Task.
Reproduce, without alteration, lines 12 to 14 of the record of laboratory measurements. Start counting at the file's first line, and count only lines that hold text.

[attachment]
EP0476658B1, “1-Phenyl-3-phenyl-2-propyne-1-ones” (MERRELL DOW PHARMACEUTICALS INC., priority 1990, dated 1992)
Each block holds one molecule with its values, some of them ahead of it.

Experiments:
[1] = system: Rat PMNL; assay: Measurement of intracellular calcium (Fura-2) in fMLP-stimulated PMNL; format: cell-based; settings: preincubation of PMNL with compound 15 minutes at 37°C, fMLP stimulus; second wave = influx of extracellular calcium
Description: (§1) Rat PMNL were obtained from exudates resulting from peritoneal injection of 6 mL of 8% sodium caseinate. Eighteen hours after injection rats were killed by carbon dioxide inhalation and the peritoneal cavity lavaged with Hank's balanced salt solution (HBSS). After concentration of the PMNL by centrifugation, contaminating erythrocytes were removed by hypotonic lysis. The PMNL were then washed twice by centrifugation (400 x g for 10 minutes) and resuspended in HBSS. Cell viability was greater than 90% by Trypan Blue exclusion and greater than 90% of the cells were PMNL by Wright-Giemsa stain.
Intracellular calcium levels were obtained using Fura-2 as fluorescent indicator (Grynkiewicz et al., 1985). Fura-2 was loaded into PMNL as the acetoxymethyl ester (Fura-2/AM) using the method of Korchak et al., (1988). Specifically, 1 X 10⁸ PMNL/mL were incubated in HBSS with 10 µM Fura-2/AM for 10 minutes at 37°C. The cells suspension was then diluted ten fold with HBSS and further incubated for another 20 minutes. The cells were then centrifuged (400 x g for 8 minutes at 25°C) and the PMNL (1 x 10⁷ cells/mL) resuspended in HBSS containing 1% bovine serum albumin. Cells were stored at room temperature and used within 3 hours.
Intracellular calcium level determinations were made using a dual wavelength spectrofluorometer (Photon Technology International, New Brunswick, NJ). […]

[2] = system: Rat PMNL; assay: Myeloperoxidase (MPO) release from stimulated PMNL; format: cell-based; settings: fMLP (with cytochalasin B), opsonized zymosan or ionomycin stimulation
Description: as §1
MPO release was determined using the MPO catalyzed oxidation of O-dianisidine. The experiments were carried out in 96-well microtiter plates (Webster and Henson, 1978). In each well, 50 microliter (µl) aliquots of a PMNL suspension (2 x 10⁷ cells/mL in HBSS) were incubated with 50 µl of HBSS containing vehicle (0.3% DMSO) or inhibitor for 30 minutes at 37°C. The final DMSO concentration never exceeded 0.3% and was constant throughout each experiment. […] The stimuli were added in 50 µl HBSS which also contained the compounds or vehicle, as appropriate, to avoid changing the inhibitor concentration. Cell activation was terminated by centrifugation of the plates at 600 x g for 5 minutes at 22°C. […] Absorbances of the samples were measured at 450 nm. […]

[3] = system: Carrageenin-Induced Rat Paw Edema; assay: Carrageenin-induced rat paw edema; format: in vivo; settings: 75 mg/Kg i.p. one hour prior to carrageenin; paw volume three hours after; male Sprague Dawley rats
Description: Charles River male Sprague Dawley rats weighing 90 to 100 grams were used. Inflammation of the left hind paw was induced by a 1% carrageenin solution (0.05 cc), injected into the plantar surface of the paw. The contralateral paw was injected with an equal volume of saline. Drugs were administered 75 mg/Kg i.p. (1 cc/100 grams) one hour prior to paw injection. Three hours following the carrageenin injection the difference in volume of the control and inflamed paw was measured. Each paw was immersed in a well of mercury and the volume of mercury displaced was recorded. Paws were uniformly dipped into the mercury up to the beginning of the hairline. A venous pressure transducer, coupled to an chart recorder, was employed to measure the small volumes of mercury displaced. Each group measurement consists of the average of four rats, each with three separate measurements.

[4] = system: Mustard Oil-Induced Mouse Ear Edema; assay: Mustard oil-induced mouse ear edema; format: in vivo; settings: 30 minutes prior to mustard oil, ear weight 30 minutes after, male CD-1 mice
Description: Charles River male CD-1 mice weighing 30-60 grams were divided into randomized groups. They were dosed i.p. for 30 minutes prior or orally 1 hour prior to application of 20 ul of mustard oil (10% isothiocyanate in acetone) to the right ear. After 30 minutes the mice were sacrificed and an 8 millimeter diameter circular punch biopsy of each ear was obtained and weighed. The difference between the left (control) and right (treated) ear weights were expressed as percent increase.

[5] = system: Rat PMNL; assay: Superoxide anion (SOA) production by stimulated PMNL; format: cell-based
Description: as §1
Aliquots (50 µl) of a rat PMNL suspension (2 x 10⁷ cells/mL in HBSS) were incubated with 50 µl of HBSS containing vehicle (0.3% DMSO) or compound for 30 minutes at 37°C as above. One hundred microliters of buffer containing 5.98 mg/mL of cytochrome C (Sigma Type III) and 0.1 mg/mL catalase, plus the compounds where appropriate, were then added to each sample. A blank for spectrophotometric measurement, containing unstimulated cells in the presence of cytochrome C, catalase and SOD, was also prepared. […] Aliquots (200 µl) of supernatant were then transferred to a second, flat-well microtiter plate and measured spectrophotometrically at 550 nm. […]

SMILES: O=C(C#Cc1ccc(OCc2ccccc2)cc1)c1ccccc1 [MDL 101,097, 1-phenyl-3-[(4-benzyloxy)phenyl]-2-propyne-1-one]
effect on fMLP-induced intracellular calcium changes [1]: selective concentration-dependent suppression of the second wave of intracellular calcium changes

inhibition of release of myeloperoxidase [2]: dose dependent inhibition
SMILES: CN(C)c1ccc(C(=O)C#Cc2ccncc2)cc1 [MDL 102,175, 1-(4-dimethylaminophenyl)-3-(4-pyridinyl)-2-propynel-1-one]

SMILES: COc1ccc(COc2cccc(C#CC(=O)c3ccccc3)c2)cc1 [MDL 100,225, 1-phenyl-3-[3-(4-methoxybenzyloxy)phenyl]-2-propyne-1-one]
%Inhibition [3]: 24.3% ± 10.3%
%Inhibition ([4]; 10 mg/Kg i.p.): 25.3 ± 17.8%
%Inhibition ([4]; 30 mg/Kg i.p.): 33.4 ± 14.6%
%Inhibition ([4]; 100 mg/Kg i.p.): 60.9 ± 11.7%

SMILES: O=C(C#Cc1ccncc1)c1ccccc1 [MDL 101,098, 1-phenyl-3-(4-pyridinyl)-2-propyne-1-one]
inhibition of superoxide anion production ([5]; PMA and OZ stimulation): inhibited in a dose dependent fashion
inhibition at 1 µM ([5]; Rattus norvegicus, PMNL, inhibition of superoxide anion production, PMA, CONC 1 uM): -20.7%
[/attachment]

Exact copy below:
Description: Charles River male Sprague Dawley rats weighing 90 to 100 grams were used. Inflammation of the left hind paw was induced by a 1% carrageenin solution (0.05 cc), injected into the plantar surface of the paw. The contralateral paw was injected with an equal volume of saline. Drugs were administered 75 mg/Kg i.p. (1 cc/100 grams) one hour prior to paw injection. Three hours following the carrageenin injection the difference in volume of the control and inflamed paw was measured. Each paw was immersed in a well of mercury and the volume of mercury displaced was recorded. Paws were uniformly dipped into the mercury up to the beginning of the hairline. A venous pressure transducer, coupled to an chart recorder, was employed to measure the small volumes of mercury displaced. Each group measurement consists of the average of four rats, each with three separate measurements.

[4] = system: Mustard Oil-Induced Mouse Ear Edema; assay: Mustard oil-induced mouse ear edema; format: in vivo; settings: 30 minutes prior to mustard oil, ear weight 30 minutes after, male CD-1 mice
Description: Charles River male CD-1 mice weighing 30-60 grams were divided into randomized groups. They were dosed i.p. for 30 minutes prior or orally 1 hour prior to application of 20 ul of mustard oil (10% isothiocyanate in acetone) to the right ear. After 30 minutes the mice were sacrificed and an 8 millimeter diameter circular punch biopsy of each ear was obtained and weighed. The difference between the left (control) and right (treated) ear weights were expressed as percent increase.